S. 2(22)(2) Deemed Dividend: The argument that as the shares are issued in the name of the Karta, the HUF is not the “registered shareholder” and so s. 2(22)(e) will not apply to loans paid to the HUF is not correct because in the annual returns filed with the ROC, the HUF is shown as the registered and beneficial shareholder. In any case, the HUF is the beneficial shareholder. Even if it is assumed that the Karta is the registered shareholder and not the HUF, as per Explanation 3 to s. 2(22), any payment to a concern (i.e. the HUF) in which the shareholder (i.e. the Karta) has a substantial interest is also covered

Section 2(22)(e) of the Act creates a fiction, thereby bringing any amount paid otherwise than as a dividend into the net of dividend under certain circumstances. It gives an artificial definition of ‘dividend’. It does not take into account that dividend which is actually declared or received. The dividend taken note of by this provision is a deemed dividend and not a real dividend. Loan or payment made by the company to its shareholder is actually not a dividend. In fact, such a loan to a shareholder has to be returned by the shareholder to the company. It does not become income of the shareholder. Notwithstanding the same, for certain purposes, the Legislature has deemed such a loan or payment as ‘dividend’ and made it taxable at the hands of the said shareholder. It is, therefore, not in dispute that such a provision which is a deemed provision and fictionally creates certain kinds of receipts as dividends, is to be given strict interpretation. It follows that unless all the conditions contained in the said provision are fulfilled, the receipt cannot be deemed as dividends. Further, in case of doubt or where two views are possible, benefit shall accrue in favour of the assessee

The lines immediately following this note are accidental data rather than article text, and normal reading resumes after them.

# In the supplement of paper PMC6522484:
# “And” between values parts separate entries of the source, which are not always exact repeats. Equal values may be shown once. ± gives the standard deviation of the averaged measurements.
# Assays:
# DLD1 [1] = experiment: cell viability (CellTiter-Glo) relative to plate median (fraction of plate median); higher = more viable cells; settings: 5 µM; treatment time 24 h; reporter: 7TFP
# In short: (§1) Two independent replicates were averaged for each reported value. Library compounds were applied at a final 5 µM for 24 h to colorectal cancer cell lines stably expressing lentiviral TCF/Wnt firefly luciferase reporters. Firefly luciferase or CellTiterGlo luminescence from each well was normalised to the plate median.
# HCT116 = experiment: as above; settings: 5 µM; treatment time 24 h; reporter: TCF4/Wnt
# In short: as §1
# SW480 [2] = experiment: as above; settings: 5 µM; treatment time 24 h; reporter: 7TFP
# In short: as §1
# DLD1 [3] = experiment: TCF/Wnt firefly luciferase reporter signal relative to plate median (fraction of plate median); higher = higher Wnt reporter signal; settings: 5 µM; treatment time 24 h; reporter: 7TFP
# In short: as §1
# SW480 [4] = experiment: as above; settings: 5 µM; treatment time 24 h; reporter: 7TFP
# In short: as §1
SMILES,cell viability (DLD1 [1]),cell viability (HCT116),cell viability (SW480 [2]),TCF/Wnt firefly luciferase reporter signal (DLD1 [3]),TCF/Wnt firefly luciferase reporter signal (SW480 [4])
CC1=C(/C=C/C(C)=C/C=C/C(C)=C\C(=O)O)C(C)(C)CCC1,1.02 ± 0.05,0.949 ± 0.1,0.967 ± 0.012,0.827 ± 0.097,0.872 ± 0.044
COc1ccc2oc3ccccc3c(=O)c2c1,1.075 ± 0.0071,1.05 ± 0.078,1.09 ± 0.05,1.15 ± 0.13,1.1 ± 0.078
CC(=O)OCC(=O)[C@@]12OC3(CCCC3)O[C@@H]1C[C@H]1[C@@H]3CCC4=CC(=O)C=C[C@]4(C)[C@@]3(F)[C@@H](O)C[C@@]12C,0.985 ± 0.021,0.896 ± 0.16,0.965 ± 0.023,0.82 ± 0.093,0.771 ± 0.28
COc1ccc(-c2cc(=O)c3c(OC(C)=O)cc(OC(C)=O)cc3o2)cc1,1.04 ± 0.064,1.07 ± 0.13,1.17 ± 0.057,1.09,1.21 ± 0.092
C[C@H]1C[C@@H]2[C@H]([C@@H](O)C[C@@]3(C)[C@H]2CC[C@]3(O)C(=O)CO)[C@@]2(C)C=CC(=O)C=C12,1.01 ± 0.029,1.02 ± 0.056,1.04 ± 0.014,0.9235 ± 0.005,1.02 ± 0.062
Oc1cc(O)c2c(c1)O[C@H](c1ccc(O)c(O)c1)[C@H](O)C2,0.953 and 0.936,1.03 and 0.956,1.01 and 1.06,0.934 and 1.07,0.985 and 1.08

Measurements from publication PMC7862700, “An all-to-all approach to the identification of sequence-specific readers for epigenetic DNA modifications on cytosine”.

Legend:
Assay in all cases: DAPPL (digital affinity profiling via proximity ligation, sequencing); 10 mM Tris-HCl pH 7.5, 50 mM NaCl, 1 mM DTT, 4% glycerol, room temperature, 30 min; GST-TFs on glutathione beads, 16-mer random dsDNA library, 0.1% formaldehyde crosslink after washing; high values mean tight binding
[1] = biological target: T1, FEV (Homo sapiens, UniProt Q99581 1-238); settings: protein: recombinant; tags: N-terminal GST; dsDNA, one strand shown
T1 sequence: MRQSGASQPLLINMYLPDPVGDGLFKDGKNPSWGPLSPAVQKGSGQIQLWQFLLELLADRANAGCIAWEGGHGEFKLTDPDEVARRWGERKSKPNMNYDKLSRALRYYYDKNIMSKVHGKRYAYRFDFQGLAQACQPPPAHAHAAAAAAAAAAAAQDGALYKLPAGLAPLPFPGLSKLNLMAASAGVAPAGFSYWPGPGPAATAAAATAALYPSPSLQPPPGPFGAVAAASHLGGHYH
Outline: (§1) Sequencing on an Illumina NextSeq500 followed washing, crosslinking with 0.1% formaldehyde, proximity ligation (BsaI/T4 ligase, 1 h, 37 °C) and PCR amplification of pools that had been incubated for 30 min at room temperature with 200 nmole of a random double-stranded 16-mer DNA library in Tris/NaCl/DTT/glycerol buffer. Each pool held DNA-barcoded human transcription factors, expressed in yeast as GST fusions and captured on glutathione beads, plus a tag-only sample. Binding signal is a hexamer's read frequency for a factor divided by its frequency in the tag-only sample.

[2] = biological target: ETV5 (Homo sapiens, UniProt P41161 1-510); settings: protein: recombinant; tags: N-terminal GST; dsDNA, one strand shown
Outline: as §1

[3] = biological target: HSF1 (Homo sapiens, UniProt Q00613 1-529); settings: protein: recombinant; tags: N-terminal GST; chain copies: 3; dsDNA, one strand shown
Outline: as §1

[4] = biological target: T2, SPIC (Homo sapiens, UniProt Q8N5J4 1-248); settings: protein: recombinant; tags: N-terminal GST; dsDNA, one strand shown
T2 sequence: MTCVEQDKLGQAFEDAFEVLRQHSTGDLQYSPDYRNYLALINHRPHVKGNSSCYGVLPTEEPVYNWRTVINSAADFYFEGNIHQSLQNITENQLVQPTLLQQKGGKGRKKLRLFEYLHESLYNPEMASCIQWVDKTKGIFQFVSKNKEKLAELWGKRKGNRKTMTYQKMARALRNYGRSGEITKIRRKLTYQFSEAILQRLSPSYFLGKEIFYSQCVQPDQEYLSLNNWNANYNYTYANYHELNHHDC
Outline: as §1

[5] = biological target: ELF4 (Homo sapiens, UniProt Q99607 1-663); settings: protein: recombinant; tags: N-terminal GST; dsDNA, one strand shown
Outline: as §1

Posted in All Judgements, Supreme Court

CIT vs. Gulab Devi Memorial Hospital Trust (P&H High Court)

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DATE: December 23, 2016 (Date of pronouncement)
DATE: January 5, 2017 (Date of publication)
AY: 2010-11
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CITATION:
S. 10(23C)(vi)/ (via)/ 80G: The law laid down in Visvesvaraya Technological University vs. ACIT 384 ITR 37 (SC) is that the generation of surplus is not fatal to the grant of exemption u/s 10(23C)(vi)(via)/ 80G if such surplus is utilized for charitable purposes. The fact that the hospital charges of the assessee, as compared to other commercial establishments, are very nominal, throws further light on its charitable character

In view of the findings of the Apex Court in paragraphs 8 and 9 of its judgment in Visvesvaraya’s case (supra), as reproduced earlier, we unhesitantly conclude that even if substantial surplus is generated, but the same is found to have been ploughed back for building infrastructure/assets, which in turn are used for educational/charitable purposes, the institution would not lose its charitable character. In the case before us, it has not been disputed that the assessee is registered under Section 12A and that it has been held entitled to the grant of exemption under Section 10 (23C)(vi) of the Act as per orders of this Court passed in C.W.P. No. 6031 of 2009, upheld by the Apex Court in Civil Appeal No. 9606 of 2013. It has further come on record that the assessee was granted exemption under Section 80G of the Act from the year 1997 till the passing of the impugned order. Further, the finding of the Tribunal, that the assessee has never mis-utilized its funds, has not been assailed before us. The generated surplus having been ploughed back for expansion purposes also remains undisputed by the Revenue as no challenge to the same has been made. In fact, the utilization of surplus for large scale expansion at the behest of the assessee was also acknowledged by the Commissioner. The Tribunal had further detailed in its order the receipts, expenditure, capital expenditure, income/surplus of receipts over expenditure, income applied for the charitable purposes and percentage of the income applied in a tabulated form, which clearly depicted utilization of surplus by the assessee for only charitable purposes

Posted in All Judgements, High Court